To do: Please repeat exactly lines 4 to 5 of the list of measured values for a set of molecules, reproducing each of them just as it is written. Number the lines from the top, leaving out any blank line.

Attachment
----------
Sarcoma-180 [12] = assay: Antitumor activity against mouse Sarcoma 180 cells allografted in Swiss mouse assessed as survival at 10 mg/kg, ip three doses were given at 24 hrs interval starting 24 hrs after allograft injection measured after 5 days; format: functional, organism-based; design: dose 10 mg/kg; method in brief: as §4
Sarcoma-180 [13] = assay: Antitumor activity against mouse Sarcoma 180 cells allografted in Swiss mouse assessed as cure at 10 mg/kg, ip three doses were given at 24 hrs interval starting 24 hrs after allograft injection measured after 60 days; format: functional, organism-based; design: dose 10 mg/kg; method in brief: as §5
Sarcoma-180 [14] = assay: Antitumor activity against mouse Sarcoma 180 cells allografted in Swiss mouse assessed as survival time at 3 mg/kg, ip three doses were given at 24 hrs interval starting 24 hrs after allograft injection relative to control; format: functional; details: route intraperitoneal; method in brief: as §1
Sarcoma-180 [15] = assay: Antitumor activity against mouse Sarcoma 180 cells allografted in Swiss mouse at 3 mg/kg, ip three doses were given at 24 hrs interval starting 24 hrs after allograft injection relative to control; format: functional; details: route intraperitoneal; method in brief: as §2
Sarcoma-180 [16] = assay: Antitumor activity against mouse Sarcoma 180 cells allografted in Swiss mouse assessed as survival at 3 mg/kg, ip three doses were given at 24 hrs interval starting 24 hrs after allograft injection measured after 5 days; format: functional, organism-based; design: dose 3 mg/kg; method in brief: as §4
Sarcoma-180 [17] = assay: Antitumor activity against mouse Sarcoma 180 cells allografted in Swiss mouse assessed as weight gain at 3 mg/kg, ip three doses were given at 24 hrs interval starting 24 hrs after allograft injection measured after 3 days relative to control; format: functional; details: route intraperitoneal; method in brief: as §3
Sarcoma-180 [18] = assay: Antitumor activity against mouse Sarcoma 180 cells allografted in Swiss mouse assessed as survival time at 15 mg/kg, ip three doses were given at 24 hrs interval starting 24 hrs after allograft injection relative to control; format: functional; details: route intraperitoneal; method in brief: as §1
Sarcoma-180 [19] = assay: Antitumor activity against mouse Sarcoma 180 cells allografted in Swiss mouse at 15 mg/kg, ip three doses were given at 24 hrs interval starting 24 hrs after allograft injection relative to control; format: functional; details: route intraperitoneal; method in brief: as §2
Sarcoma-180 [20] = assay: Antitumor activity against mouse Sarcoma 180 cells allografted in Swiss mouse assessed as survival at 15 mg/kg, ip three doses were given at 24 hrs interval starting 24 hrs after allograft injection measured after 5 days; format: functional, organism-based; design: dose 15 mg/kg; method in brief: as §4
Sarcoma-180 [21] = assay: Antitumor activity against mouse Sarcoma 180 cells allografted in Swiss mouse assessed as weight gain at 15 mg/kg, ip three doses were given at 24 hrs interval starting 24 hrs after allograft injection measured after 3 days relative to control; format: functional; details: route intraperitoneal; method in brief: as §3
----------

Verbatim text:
Sarcoma-180 [15] = assay: Antitumor activity against mouse Sarcoma 180 cells allografted in Swiss mouse at 3 mg/kg, ip three doses were given at 24 hrs interval starting 24 hrs after allograft injection relative to control; format: functional; details: route intraperitoneal; method in brief: as §2
Sarcoma-180 [16] = assay: Antitumor activity against mouse Sarcoma 180 cells allografted in Swiss mouse assessed as survival at 3 mg/kg, ip three doses were given at 24 hrs interval starting 24 hrs after allograft injection measured after 5 days; format: functional, organism-based; design: dose 3 mg/kg; method in brief: as §4